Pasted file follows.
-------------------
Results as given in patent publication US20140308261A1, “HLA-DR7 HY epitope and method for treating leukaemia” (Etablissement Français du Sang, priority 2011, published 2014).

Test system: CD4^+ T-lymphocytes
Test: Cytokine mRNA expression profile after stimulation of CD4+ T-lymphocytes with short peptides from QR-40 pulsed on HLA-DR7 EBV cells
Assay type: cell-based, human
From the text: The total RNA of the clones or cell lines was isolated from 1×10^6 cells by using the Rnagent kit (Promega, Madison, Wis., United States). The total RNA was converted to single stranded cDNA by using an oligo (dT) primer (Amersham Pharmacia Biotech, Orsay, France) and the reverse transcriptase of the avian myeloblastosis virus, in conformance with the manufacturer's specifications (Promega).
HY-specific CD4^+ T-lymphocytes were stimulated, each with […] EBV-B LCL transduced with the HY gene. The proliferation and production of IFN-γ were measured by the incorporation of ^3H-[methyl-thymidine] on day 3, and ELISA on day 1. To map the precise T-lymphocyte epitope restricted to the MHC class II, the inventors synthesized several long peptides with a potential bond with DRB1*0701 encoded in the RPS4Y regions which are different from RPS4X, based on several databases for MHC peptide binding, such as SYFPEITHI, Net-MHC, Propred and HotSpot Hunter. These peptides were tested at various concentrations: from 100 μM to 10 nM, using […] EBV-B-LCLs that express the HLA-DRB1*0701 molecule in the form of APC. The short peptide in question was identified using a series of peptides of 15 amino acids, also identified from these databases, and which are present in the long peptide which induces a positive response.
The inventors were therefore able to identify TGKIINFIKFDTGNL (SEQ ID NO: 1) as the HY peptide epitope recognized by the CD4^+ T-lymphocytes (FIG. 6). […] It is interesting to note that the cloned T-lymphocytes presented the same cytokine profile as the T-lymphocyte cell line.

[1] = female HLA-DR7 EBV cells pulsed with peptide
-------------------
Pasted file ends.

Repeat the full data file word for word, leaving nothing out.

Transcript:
Results as given in patent publication US20140308261A1, “HLA-DR7 HY epitope and method for treating leukaemia” (Etablissement Français du Sang, priority 2011, published 2014).

Test system: CD4^+ T-lymphocytes
Test: Cytokine mRNA expression profile after stimulation of CD4+ T-lymphocytes with short peptides from QR-40 pulsed on HLA-DR7 EBV cells
Assay type: cell-based, human
From the text: The total RNA of the clones or cell lines was isolated from 1×10^6 cells by using the Rnagent kit (Promega, Madison, Wis., United States). The total RNA was converted to single stranded cDNA by using an oligo (dT) primer (Amersham Pharmacia Biotech, Orsay, France) and the reverse transcriptase of the avian myeloblastosis virus, in conformance with the manufacturer's specifications (Promega).
HY-specific CD4^+ T-lymphocytes were stimulated, each with […] EBV-B LCL transduced with the HY gene. The proliferation and production of IFN-γ were measured by the incorporation of ^3H-[methyl-thymidine] on day 3, and ELISA on day 1. To map the precise T-lymphocyte epitope restricted to the MHC class II, the inventors synthesized several long peptides with a potential bond with DRB1*0701 encoded in the RPS4Y regions which are different from RPS4X, based on several databases for MHC peptide binding, such as SYFPEITHI, Net-MHC, Propred and HotSpot Hunter. These peptides were tested at various concentrations: from 100 μM to 10 nM, using […] EBV-B-LCLs that express the HLA-DRB1*0701 molecule in the form of APC. The short peptide in question was identified using a series of peptides of 15 amino acids, also identified from these databases, and which are present in the long peptide which induces a positive response.
The inventors were therefore able to identify TGKIINFIKFDTGNL (SEQ ID NO: 1) as the HY peptide epitope recognized by the CD4^+ T-lymphocytes (FIG. 6). […] It is interesting to note that the cloned T-lymphocytes presented the same cytokine profile as the T-lymphocyte cell line.

[1] = female HLA-DR7 EBV cells pulsed with peptide